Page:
With the light firmly on the existence of gender inequality, particularly in top tier jobs, employers are now under even more pressure to ensure that they promote an equal playing field between male and female staff.

Whilst the Government consultation regarding the gender pay gap has heightened the issue of inequality, the root of the issue lies in the way in which we naturally stereotype individuals. Be it a professional or social circle, we automatically stereotype people based on their appearance, mannerisms and body language. This “unconscious bias” we commonly have can be counter-productive in promoting equality in the workplace.

As part of their video training program, Facebook ran a simulation to see whether performance bias could lead to gender inequality. The study demonstrated how a performance bias that favoured men, even at 1 percent could impact the internal structure of an organisation. Starting at an equal 50/50 representation of both men in top tier roles, the results reflected a substantially different hierarchy with only 35 percent of the leading roles occupied by women. The result would appear to be a clear reflection of female board representation at the UK’s leading FTSE companies, despite women’s ability to perform to the same standard as men.

Managing “unconscious bias” is vital in creating a diverse working environment. Implementing these 3 simple changes will assist businesses in creating equality in the workplace:

1. Structured Recruitment

When recruiting for a position, whether internally or externally, the set criteria for the role used should relate directly to performance. “Likeability factor” is not an adequate reflection of a person’s professional performance. Where you find yourself describing an interviewee with this phrase return back to their achievements assessing their capability to effectively fulfil the role requirements.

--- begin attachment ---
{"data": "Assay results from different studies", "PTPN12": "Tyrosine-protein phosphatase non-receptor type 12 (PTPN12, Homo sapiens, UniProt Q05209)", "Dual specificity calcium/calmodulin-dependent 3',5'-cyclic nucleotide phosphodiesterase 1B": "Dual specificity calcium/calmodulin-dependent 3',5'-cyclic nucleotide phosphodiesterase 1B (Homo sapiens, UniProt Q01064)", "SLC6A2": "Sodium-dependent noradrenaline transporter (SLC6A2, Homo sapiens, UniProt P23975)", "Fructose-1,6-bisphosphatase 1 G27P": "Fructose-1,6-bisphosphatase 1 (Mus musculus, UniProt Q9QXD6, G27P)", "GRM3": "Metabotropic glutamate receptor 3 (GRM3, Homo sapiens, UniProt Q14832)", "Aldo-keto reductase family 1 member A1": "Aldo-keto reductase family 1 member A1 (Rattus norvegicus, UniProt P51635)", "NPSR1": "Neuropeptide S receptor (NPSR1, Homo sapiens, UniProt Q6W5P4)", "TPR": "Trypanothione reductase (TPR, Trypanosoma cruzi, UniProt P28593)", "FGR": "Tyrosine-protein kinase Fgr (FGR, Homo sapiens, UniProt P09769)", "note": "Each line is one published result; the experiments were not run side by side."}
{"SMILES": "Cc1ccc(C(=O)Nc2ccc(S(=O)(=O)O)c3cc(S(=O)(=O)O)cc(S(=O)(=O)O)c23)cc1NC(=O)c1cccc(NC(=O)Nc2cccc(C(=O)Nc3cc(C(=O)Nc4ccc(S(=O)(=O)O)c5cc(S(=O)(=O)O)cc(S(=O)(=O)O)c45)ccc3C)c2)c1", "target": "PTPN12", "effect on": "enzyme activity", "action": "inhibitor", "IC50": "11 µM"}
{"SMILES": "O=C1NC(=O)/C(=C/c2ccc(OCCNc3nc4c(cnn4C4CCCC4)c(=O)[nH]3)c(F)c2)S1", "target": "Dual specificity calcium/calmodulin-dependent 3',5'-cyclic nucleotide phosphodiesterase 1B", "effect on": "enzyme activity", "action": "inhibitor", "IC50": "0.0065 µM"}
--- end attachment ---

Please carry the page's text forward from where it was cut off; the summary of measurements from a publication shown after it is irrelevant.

2. Creating fair working practices

Recognising individuals for their contribution to a project or meeting is crucial in creating a working environment in which employees feel valued. Achievements can often be overlooked, with credit being given in the wrong place, or not all. Actively encourage feedback from employees, particularly those who do not tend to offer feedback. Formal reviews are also an effective way to track individual progression.

3. Promoting shared parental leave

Often the biggest challenge to performance and gender bias is the outdated assumption that motherhood means women are less committed to their professional goals than men. Businesses should consider whether it may assist them to promote shared parental leave. Certainly both men and women should equally be encouraged to take their parental leave entitlement.

Here at Farleys Solicitors our Employment Law & HR team can advise you across the full range of HR and employment law. For further information regarding equal pay and workplace equality call 0845 05 1958. Alternatively please complete an online enquiry form.